If you’re on the Right, before making an argument or coming to a conclusion, ask yourself: “Would I still believe all this if I didn’t hold all of my other views?” If your answer is not an emphatic yes, then realize that you’re not objectively analyzing facts, you’re lazily substituting ideology for reason. You’re no different from the people who defend George W. Bush in 2017.

Tread on Them

Moments after President Trump’s historic inauguration last Friday, Alt-Right leader Richard Spencer was speaking to CBS News in a live interview when Suddenly a masked man — likely affiliated with the leftist terrorist group, ANTIFA — ran in front of the camera and sucker-punched Spencer, knocking him to the ground.

This attack, and its implications, inspired jubilation across the left wing blogosphere. The New York Times, for instance, published an article titled “Attack on Alt-Right Leader Has Internet Asking: Is it O.K. to Punch a Nazi?” The answer, unsurprisingly, from most of those interviewed was an unequivocal yes. One woman, who publishes a Tumblr blog called “Unequivocally Hilarious” wrote that “If you’re having a conversation about whether or not it’s okay to punch a Nazi, you’re having the wrong conversation.” Another interviewee, Twitter personality Kara Calavera, tweeted that “punching Nazis is the most [American] thing to do.”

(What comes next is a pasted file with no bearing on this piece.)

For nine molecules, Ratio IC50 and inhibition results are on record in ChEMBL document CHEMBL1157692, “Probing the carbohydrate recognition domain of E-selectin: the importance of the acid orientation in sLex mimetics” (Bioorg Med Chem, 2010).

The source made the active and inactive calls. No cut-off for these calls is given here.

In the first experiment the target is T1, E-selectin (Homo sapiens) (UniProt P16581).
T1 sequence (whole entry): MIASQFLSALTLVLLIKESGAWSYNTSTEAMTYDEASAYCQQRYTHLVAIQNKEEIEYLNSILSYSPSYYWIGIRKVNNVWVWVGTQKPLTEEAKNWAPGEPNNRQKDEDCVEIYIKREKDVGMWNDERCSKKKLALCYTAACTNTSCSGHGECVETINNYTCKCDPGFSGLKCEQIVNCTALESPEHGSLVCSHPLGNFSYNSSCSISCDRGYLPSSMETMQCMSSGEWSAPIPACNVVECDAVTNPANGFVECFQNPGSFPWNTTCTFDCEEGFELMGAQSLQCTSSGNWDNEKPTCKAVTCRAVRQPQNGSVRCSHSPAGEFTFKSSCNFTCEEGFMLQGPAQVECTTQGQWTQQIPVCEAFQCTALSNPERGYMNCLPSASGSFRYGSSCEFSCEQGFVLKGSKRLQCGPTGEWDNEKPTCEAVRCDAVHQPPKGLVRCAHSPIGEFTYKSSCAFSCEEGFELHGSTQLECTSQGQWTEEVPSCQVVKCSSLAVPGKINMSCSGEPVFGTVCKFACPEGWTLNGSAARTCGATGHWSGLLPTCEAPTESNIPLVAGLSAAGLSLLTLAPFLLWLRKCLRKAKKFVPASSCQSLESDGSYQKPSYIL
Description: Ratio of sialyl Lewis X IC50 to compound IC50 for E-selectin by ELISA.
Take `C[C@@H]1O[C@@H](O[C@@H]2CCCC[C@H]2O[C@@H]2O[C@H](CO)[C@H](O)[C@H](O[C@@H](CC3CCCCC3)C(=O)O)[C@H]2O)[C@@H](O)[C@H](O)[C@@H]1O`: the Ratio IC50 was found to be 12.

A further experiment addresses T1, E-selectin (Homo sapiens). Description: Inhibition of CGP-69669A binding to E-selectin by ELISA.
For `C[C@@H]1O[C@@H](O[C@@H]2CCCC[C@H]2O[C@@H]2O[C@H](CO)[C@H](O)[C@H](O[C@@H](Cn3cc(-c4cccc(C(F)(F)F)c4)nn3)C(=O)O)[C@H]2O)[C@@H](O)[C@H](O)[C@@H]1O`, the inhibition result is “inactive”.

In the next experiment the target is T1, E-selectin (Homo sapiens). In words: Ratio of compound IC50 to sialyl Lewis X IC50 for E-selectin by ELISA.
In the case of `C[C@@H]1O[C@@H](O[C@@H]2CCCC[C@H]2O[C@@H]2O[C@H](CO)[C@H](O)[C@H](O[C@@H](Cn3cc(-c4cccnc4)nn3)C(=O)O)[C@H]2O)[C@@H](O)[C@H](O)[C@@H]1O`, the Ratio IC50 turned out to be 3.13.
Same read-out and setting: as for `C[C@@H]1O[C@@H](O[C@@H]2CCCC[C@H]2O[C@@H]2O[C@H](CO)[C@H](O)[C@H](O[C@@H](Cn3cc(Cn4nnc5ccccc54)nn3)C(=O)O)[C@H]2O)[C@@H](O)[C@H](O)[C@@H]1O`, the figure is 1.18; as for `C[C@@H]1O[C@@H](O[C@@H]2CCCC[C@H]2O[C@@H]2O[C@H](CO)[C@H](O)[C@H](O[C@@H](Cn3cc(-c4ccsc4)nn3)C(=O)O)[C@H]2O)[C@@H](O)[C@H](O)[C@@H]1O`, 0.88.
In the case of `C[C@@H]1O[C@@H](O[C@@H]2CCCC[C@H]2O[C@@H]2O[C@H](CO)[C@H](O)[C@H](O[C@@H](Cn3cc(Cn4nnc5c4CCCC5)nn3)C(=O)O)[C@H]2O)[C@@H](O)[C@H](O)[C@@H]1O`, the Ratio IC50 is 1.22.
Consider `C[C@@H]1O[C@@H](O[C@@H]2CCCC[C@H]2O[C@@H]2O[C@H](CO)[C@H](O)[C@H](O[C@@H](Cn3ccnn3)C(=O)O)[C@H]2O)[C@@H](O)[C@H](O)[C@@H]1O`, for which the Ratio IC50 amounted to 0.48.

The most noteworthy thing about this Spencer fiasco, however, was what was left largely unmentioned in this fountain of ink — on the other side of Washington, Republican commentator and pollster Frank Luntz was also attacked in a similar fashion, likely by members of the same group that attacked Spencer. Interestingly enough, Luntz and Spencer come from opposite ends of the right-wing spectrum — during the primaries, Luntz was a denizen of the “Never Trump” movement, and to my knowledge, didn’t vote for Donald Trump in the general election either.

Moreover, in counter-protests to the leftist demonstrations across the country, Trump supporters were met with similar violence. Live footage from Washington on the day of the inauguration shows counter-protesters being shouted at, threatened with sexual assault, beaten up, and one woman even being set on fire.

To ANTIFA and groups like it, there is no difference between moderates like Luntz and open white nationalists like Spencer, nor between the thousands of counter-protesters of every ideology in between. To the Left, the vast and diverse people of the Trump coalition are merely obstacles standing in the way of their political goals, and for that reason — in the eyes of many — violence against the Right is justified.

Even more emblematic of the current political climate is the counter-protesters’ response to this disturbing turn of events. As is not uncommon in any Republican gathering, you could find in the crowds of counter protesters at least one person proudly waving the Gadsden flag — a yellow banner with a snake printed above the words “Don’t Tread on Me.” If movements are defined by their symbols, then “Don’t Tread on Me” paints these conservatives as effete reactionaries.